Posts Tagged prescription medicine
How Technology Solutions can be Scaled to Improve Medical Adherence
Posted by Darshana V. Nadkarni, Ph.D. in Biotech - Medical Device - Life Science - Healthcare on March 13, 2013
Worldwide, medical adherence or patients prematurely stopping their medications, is a major obstacle to the effective delivery of health care. David Parpart and Sunit Gala talked about the complexity of the problem, the enormous cost to the healthcare of non-compliance and the technology-based solutions they are offering (www.impactmeds.com) to improve adherence at a www.bio2devicegroup.org event.
To give a sense of the enormity of the problem, Parpart shared a typical scenario where out of 100% prescriptions, only 50-70% go to the pharmacy, and out of that only 48-66% come out of pharmacy, out which only 25-30% of the medications are taken as prescribed and finally a miniscule 15-20% are refilled as prescribed by the physician. Among new prescriptions for medicines used to treat chronic conditions associated with increased cardiovascular risk, such as hypertension, diabetes, and dyslipidemia, according to some estimates, one-third of all new prescriptions go unfilled. About 350 daily deaths in the US are attributed to lack of medical adherence, said Parpart.
Non-adherence to prescribed medications not only costs huge amount of lost revenue to the pharmaceutical companies and lost sales to the drug stores, but also it also burdens hospitals with readmissions and burdens the payers, in addition to the impact on patients. On account of non adherence, many patients suffer from bad health, and in many cases, particularly those suffering from chronic diseases, die early. Chronic diseases account for 70% of all deaths and are the leading cause of mortality in the United States. Patients who don’t take their medications as prescribed cost the U.S. health care system an estimated $290 billion. Non-compliance costs pharmaceutical companies $300 billion in lost revenues. Added cost to the society is $100 billion in preventable hospital visits and $350 billion in productivity losses. There is a huge opportunity here to reduce costs and improve outcomes. About 1 million unnecessary deaths can be prevented just within the United States this decade, with improved medical adherence, said Parpart.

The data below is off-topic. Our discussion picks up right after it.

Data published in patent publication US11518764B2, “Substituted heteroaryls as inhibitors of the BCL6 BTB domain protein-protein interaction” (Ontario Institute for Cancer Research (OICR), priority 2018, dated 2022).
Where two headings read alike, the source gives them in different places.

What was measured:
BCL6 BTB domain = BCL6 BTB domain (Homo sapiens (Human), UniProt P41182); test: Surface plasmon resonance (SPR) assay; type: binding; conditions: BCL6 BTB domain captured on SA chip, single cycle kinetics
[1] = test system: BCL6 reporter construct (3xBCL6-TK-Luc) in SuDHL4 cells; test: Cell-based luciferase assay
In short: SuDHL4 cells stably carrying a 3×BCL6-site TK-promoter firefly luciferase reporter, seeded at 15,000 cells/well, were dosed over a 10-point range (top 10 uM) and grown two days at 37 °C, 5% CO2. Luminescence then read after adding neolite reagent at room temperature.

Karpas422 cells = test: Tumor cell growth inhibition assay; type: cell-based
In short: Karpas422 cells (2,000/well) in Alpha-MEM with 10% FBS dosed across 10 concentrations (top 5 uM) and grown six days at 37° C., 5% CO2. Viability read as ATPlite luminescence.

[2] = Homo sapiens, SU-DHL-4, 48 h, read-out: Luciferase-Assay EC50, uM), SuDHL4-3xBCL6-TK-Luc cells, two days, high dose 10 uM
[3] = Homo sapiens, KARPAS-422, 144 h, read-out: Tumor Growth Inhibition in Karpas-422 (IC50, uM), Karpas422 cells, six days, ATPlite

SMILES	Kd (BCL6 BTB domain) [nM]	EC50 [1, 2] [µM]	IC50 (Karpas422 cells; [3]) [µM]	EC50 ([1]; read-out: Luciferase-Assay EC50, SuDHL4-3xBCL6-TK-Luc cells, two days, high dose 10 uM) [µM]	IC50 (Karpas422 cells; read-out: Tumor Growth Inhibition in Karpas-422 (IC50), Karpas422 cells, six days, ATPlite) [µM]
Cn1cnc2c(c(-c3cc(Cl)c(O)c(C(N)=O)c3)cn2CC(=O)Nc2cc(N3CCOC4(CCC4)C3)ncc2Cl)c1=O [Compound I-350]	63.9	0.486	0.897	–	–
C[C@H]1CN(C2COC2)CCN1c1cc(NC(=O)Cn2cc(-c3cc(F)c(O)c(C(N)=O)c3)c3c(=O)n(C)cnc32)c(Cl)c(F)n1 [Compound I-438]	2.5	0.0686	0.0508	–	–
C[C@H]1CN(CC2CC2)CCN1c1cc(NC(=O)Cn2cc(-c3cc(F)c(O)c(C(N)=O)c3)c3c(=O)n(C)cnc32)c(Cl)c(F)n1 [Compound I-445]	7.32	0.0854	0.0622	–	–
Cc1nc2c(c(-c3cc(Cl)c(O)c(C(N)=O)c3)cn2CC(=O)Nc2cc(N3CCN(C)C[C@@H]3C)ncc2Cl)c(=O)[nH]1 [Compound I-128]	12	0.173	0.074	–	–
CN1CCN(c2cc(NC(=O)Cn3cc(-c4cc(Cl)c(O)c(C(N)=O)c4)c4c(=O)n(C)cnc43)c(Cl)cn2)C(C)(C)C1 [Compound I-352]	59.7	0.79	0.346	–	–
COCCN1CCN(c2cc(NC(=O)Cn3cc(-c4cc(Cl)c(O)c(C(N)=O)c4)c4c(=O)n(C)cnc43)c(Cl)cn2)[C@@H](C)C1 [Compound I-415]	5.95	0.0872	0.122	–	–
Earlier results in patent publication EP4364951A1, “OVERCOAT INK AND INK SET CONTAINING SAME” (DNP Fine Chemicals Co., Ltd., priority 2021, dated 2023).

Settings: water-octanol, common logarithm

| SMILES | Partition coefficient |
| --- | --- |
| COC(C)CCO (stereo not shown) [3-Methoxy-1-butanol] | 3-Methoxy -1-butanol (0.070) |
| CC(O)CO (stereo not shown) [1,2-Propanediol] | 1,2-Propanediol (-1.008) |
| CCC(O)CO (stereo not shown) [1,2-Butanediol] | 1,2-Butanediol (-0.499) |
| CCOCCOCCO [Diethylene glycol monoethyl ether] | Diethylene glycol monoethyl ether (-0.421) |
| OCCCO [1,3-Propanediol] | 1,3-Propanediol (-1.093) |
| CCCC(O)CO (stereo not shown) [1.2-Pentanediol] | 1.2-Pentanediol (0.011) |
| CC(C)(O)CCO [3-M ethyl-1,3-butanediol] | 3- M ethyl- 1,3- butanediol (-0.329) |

So what are major barriers to medical adherence? Some of the major barriers include the complexity of medication regimens, especially in case of chronic diseases when the patient is often taking 9 to 12 medications multiple times per day; the occurrence of side effects, which are sometimes unknown to the patients; the cost of prescription medications; and poor communication and lack of trust between the patient and their health care provider. Just providing a planned opportunity for the patient to interact with the pharmacist regarding side effects and the necessity of sticking with the regimen greatly improves compliance according to numerous well-documented studies conducted by organizations such as the American Pharmacists Association.
Parpart and Gala shared the Impact Meds solution to this enormous challenge. They leverage technology with a cloud-based software platform, RFID, and offer an array of solutions that can be tailored and customized, starting with an opportunity for patients and pharmacists to register on their website with easy access for patients to get their questions answered and get pharmacist led counseling. Their solution is a combination of availability of medical information, easy access points for patient-pharmacist interaction, tools for caregivers, medical tracking solutions, tracking biometrics and purchase refills, and scaling it to have maximum impact in terms of lowered medical costs to society and improved health for patients. An important aspect of the solution is how it incentivizes pharmacists, physicians and patients through a combination of respect, regard and reward. Impact Meds is a recipient of 2012 Sanofi US Innovation Challenge Award, as well The Palo Alto Medical Foundation’s Developer Challenge. The presentation was followed by Q&A from an enthusiastic audience, with the event running over-time.